Artificial Neural Networks are inspired by some of the "computations" that occur in human brains—real neural networks. In the past 10 years, much progress has been made with Artificial Neural Networks and Deep Learning due to accelerated computer power (GPUs), Open Source coding libraries that are being leveraged, and in-the-moment debates and corroborations via social media. Hugo Larochelle shares his observations of what’s been made possible with the underpinnings of Deep Learning.
Technologies such as Blockchain, machine learning, artificial intelligence and the Cloud have now been tested and validated by the market, creating a convergence that allows for exciting new solutions that have never before been available on a global scale. The world has new problems that only the integration of all these technologies can solve.
What is a true artificial intelligence and why don't we have it today? To answer this question, high school student Andrew Zeitler looks at the different parts of our mind that make us human beings. We are given an idea of how certain processes of our brain can be programmed with today's technology. He takes us on a journey from the hard-wired neurones of our brain to the very fundamental aspects of the human species. Within this thought-provoking talk, Andrew shares his idea of how an artificial mind may "think" and how such a program would function just like a human being.
What is AI? What is machine learning and how does it work? You’ve probably heard the buzz. The age of artificial intelligence has arrived. But that doesn’t mean it's easy to wrap your mind around. For the full story on the rise of artificial intelligence, check out The Robot Revolution: http://hubs.ly/H0630650
Artificial Intelligence will eliminate millions of jobs.
Will progress in Artificial Intelligence provide humanity with a boost of unprecedented strength to realize a better future, or could it present a threat to the very basis of human civilization? The future of artificial intelligence is up for debate, and the Origins Project is bringing together a distinguished panel of experts, intellectuals and public figures to discuss who’s in control. Eric Horvitz, Jaan Tallinn, Kathleen Fisher and Subbarao Kambhampati join Origins Project director Lawrence Krauss.
Part 02 - https://youtu.be/eXc5cWEkb4Y
Daria is a project manager at the international R&D company GoodAI, which focuses on building general-purpose artificial intelligence to automate cognitive processes in science, technology, business and other fields. Daria's mission at GoodAI is to shape the AI ecosystem in CEE to empower research on general-purpose AI. This is done through various activities, lectures, events and projects for both research and business. One example is the General AI Challenge which will be held in Prague in August 2018. It's an international citizen science project launched by GoodAI with $5m in prizes. Before joining GoodAI, Daria was in IT management consulting and business development in Russia, Belgium and the Czech Republic.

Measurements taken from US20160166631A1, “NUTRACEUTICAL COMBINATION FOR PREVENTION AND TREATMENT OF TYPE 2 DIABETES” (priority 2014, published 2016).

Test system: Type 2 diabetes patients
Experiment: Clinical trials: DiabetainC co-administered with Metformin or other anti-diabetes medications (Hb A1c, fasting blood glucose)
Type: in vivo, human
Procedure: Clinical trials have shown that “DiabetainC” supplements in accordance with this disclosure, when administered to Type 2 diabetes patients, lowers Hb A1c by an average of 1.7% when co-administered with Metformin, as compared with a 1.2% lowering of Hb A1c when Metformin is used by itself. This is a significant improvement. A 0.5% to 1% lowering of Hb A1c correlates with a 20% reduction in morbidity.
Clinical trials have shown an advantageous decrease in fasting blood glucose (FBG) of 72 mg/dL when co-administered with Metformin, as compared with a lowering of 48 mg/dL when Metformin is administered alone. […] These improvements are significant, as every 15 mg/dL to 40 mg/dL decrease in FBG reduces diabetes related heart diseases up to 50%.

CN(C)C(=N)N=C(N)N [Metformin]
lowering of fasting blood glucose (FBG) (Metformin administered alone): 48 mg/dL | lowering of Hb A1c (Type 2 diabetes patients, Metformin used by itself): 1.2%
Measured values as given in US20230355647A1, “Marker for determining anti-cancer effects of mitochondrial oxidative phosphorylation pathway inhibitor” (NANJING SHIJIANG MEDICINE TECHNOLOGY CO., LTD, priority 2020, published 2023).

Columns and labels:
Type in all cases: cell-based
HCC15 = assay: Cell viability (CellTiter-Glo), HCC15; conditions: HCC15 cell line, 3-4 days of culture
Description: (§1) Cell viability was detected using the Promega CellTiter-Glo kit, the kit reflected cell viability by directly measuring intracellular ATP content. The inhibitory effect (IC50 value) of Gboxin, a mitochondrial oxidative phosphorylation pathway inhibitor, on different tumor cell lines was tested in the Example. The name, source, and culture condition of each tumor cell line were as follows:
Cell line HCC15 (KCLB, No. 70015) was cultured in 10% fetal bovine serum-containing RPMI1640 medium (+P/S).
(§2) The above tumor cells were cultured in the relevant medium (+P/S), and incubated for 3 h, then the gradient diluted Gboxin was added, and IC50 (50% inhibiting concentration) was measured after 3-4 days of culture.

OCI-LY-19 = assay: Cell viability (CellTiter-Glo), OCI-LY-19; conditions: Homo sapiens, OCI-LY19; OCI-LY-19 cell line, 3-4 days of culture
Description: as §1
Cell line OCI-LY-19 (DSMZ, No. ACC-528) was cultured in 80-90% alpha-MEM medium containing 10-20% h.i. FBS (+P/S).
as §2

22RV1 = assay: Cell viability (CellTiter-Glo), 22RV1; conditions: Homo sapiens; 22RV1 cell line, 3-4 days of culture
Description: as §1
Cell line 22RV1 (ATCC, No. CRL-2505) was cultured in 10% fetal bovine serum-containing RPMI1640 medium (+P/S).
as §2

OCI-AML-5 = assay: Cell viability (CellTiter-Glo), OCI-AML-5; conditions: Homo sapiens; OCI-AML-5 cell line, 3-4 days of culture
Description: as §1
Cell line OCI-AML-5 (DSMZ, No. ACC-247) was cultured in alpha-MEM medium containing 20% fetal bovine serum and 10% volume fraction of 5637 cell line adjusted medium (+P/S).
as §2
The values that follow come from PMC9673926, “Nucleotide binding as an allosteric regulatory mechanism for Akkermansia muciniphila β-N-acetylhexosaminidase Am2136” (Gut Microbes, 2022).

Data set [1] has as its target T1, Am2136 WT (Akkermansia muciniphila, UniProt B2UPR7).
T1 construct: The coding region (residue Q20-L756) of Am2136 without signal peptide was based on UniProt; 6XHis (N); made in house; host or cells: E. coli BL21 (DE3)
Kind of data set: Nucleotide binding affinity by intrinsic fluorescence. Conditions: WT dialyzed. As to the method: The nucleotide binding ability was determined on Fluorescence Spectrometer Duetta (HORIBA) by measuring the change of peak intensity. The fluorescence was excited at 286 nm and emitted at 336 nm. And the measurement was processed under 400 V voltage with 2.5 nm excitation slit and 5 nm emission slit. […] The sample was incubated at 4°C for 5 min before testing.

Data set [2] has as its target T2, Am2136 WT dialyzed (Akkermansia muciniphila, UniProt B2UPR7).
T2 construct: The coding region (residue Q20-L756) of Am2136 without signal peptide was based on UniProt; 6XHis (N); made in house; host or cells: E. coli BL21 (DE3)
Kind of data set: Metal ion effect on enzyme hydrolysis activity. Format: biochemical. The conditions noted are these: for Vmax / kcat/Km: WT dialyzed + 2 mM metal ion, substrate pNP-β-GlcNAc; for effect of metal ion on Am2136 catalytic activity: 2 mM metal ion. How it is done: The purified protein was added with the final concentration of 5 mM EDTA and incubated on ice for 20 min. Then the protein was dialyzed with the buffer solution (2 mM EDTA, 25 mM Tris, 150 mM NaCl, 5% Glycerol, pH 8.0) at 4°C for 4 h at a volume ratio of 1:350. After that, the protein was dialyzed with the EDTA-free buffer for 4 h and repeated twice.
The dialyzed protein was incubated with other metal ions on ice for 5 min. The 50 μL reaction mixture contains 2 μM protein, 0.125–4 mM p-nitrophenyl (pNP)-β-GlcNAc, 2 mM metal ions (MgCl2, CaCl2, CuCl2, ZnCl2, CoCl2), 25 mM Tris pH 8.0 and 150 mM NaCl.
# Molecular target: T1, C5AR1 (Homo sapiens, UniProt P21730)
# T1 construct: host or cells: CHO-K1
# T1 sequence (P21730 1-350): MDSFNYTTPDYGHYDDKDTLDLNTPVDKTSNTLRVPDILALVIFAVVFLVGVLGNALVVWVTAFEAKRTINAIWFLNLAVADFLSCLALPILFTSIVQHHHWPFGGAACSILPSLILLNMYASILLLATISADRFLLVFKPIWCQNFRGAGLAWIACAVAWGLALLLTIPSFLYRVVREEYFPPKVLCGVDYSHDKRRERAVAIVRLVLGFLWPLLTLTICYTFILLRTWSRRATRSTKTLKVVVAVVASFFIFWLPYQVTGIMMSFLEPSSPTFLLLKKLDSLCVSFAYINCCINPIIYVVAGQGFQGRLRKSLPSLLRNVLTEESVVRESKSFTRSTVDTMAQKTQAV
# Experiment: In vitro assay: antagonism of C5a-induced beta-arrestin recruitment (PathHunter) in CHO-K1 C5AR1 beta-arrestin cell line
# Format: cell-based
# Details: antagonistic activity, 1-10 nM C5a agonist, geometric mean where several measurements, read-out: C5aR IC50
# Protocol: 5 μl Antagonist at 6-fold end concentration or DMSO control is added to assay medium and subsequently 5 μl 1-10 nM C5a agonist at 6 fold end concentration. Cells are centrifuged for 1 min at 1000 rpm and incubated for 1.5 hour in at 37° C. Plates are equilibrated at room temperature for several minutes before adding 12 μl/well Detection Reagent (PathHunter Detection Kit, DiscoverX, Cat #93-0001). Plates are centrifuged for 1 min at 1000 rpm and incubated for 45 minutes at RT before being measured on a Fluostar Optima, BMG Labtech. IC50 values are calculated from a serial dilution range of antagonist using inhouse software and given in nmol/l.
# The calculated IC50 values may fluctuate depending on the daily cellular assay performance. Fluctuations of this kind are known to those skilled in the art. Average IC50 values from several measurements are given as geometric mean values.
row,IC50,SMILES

Darya Hvizdalova is a member of the international research & development company GoodAI which focuses on building a general artificial intelligence software program that will automate cognitive processes in science, technology, business and other fields. She speaks about how each of us can participate in the process.
Darya is a member of the international research & development company GoodAI which focuses on building a general artificial intelligence software program that will automate cognitive processes in sceince, technology, business and other fields. This talk was given at a TEDx event using the TED conference format but independently organized by a local community. Learn more at https://www.ted.com/tedx
For all the talk of AI, it always seems that gossip is faster than progress. But it could be that within this century, we will fully realize the visions science fiction has promised us, says Dr. Ben Goertzel – for better or worse. Humanity will always create and invent, but the last invention of necessity will be a human-level Artificial General Intelligence mind, which will be able to create a new AIG with super-human intelligence, and continually create smarter and smarter versions of itself. It will provide all basic human needs – food, shelter, water – and those of us who wish to experience a higher echelon of consciousness and intelligence will be able to upgrade to become super-human. Or, perhaps there will be war – there’s a bit of uncertainty there, admits Goertzel. “There’s a lot of work to get to the point where intelligence explodes… But I do think it’s reasonably probable we can get there in my lifetime, which is rather exciting,” he says. Ben Goertzel's most recent book is AGI Revolution: An Inside View of the Rise of Artificial General Intelligence (goo.gl/ZjkSHq).
Founder and CEO of Arago
The Future of Management in an Artificial Intelligence-Based World
For more info about the conference: https://bit.ly/2J30TD3
We’re already seeing artificial intelligence apps such as Google Lens (camera search) and Netflix (recommendation algorithms), but could app developers be doing more with machine learning and smartphone AI? Let us know your thoughts & get the survey report: https://grow.ac/ai_data
The Future of Management in an Artificial Intelligence-Based World
Hans-Christian Boos has a mission: empowering human potential,
freeing up time for creativity and innovative thinking
through artificial intelligence (AI). Chris Boos has a mission: empowering human potential, freeing up time for creativity and innovative thinking through artificial intelligence (AI). To that end, Chris founded Arago in Germany in 1995, pushing existing boundaries in AI technology to build a general AI. Since then, Chris has led Arago to become a key partner and driver for the established economy. But his ambitions go far beyond: a strong believer in integrating machine reasoning and machine learning, Chris is constantly challenging current thinking on AI. As a strategic corporate and political advisor, as well as angel investor, Chris’ multifaceted engagement for AI makes him a much respected public speaker and thought-leader on issues of global importance, such as the man-machine-relationship, the way societies deal with information and the future of labor. This talk was given at a TEDx event using the TED conference format but independently organized by a local community. Learn more at https://www.ted.com/tedx
The goals for ARTIFICIAL SUPER INTELLIGENCE